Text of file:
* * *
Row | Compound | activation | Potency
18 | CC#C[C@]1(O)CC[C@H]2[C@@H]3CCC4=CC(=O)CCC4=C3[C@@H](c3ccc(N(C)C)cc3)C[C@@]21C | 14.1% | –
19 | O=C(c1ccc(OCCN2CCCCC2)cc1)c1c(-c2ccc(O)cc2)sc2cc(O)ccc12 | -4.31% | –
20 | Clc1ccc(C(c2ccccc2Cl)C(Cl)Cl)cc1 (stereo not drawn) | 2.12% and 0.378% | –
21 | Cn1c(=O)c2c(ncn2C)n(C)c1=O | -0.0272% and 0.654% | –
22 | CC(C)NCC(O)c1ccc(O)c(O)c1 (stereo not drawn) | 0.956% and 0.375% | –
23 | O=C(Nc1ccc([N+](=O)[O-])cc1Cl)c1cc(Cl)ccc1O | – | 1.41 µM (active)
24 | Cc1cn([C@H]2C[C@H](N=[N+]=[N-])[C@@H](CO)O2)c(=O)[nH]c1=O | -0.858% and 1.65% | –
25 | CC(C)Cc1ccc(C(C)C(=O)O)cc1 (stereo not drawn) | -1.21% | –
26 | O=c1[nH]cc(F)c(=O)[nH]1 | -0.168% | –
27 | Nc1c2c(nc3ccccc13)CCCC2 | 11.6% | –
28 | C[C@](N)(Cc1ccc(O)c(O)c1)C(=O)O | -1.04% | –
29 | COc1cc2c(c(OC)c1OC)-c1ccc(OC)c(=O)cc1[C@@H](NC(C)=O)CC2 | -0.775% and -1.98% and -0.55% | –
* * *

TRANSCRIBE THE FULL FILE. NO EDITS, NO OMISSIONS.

Row | Compound | activation | Potency
18 | CC#C[C@]1(O)CC[C@H]2[C@@H]3CCC4=CC(=O)CCC4=C3[C@@H](c3ccc(N(C)C)cc3)C[C@@]21C | 14.1% | –
19 | O=C(c1ccc(OCCN2CCCCC2)cc1)c1c(-c2ccc(O)cc2)sc2cc(O)ccc12 | -4.31% | –
20 | Clc1ccc(C(c2ccccc2Cl)C(Cl)Cl)cc1 (stereo not drawn) | 2.12% and 0.378% | –
21 | Cn1c(=O)c2c(ncn2C)n(C)c1=O | -0.0272% and 0.654% | –
22 | CC(C)NCC(O)c1ccc(O)c(O)c1 (stereo not drawn) | 0.956% and 0.375% | –
23 | O=C(Nc1ccc([N+](=O)[O-])cc1Cl)c1cc(Cl)ccc1O | – | 1.41 µM (active)
24 | Cc1cn([C@H]2C[C@H](N=[N+]=[N-])[C@@H](CO)O2)c(=O)[nH]c1=O | -0.858% and 1.65% | –
25 | CC(C)Cc1ccc(C(C)C(=O)O)cc1 (stereo not drawn) | -1.21% | –
26 | O=c1[nH]cc(F)c(=O)[nH]1 | -0.168% | –
27 | Nc1c2c(nc3ccccc13)CCCC2 | 11.6% | –
28 | C[C@](N)(Cc1ccc(O)c(O)c1)C(=O)O | -1.04% | –
29 | COc1cc2c(c(OC)c1OC)-c1ccc(OC)c(=O)cc1[C@@H](NC(C)=O)CC2 | -0.775% and -1.98% and -0.55% | –